4. You will have as much fun as you decide to have.
As with any event in life, you have to choose your level of participation and accept responsibility for your own happiness. If you went to a party where the food was exceptional, your favorite band was playing your favorite songs, the venue was spectacular, and all the guests were witty and friendly, warm and welcoming, but you were wearing your grumpy pants, you will not have a good time. Especially if you were also also wearing your unrealistically high expectations shoes. Choose to make the most of it, and you will have a great experience. No matter what anyone else says or does or doesn’t say or do.
5. You may become a blog party animal.
Blog hops can be addicting. There are so many fun themes and challenges out there. They are great opportunities to test your design limits, grow as an artist, learn about other blog authors, meet fun and interesting people, make long-lasting connections, be part of a community, and just generally have fun. As a bonus, since they are virtual parties, you don’t have to fret over what to wear, find a babysitter or a designated driver, worry about food allergies, etc. You can party on from the comfort of your own home (and your favorite yoga pants).
Tips on Blog Hop Etiquette
While you’re having fun at a hop, keep in mind these tips on blog hop etiquette:
- Follow the golden rule of reciprocity and treat others as you would want them to treat you. Blog hops have a host or hostess, who is responsible for choosing a theme and communicating the “rules” of the hop. They are not responsible for policing the participants on your blog or anyone elses. Presumably all participants are adults who know how to behave as such. Just in case there are those who don’t, remember: it’s them, not you.
- Your first stop should be a visit to the host’s blog, where you leave a nice comment. (Just as it is considered polite to greet the hostess when you attend a party in person.) Also, if there’s a blog hop button created by the host, you should put that on your blog, with a link back to the host’s site or other page of their specifications. You don’t have to leave it there forever (unless you want to), but at least leave it up for the duration of the hop, so everyone can find the party.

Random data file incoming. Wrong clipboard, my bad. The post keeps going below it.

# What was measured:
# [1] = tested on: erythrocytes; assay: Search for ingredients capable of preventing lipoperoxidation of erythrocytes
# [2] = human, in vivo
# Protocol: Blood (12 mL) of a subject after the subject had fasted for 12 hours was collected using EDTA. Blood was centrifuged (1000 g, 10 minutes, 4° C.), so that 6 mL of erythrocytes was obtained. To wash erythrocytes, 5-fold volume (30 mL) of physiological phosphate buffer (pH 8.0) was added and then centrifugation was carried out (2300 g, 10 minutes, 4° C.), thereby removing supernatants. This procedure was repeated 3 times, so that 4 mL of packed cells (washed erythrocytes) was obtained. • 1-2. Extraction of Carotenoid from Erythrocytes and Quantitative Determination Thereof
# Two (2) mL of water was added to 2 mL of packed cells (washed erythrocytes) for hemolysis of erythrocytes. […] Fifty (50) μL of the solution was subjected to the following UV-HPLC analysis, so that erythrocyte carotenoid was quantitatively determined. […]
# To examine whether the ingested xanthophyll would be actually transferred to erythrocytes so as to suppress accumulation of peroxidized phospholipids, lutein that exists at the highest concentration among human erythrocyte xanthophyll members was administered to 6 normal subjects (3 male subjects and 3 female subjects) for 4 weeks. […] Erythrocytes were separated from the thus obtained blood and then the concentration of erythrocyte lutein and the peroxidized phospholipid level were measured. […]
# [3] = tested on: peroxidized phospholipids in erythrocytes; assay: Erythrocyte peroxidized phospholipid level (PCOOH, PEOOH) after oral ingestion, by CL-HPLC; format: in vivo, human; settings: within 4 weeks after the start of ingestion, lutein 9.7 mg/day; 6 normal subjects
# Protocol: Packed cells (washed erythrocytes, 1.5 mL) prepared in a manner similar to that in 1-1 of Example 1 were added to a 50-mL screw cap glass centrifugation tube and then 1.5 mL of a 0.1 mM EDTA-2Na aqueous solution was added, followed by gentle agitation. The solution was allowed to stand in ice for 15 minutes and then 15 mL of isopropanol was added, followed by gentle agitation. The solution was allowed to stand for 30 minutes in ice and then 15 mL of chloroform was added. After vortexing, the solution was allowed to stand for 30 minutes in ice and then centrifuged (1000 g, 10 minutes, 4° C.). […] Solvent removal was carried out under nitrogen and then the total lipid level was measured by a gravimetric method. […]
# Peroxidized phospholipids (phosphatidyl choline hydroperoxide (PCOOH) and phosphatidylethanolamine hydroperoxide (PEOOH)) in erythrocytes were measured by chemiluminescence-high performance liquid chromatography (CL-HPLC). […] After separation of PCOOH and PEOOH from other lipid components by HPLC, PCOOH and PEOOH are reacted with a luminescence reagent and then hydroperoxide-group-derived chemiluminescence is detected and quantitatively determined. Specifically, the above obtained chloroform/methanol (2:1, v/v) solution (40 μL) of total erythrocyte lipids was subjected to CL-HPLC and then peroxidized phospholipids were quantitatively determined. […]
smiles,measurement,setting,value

- When the hop is underway, you should visit as many of the other participating bloggers as you are able. It’s a party, and you’re supposed to mingle. It’s particularly polite to reciprocate visits and comments. If someone comments on your blog before you visit theirs, be sure you return the visit. Leave nice comments, however brief, to let the blog author know you stopped by. It’s like signing a guest book. And it gives us authors a warm fuzzy feeling too.
- Most blog hops are “bring as many guests as you can” events. Share news of the hop – with a link- on your social media and invite all your followers to join the party. You don’t have to be a blogger to participate in a hop. If someone you follow on Facebook, Twitter, or via their blog shares a link to the hop, consider that your invitation to party. The more the merrier, as they say.
Since I had such a blast at the Bead Soup Blog Party, I have signed up for more (much smaller but no less fun) hops including: the My Country Blog Hop, Choosey Chicks Choose Chicklets blog hop, the Haberdashery Blog Hop, and the Anchors Aweigh Blog Hop. I also joined a FB group’s jewelry design challenges and blog about them. Oh, and there’s a monthly earring design challenge blog hop that I try to join into when I have time. Who knows what party you’ll find me at next.
Be sure to keep track of my further blog hop and other creative adventures by subscribing to this blog by RSS feed, email subscription, or feed servers linked in the right column under my photo. You can also follow me on Facebook, join me on Google+, and tune in to my Twitter feed to get updates on my newest jewelry designs, new listings in my online shop, and other design challenges and adventures from Paisley Lizard.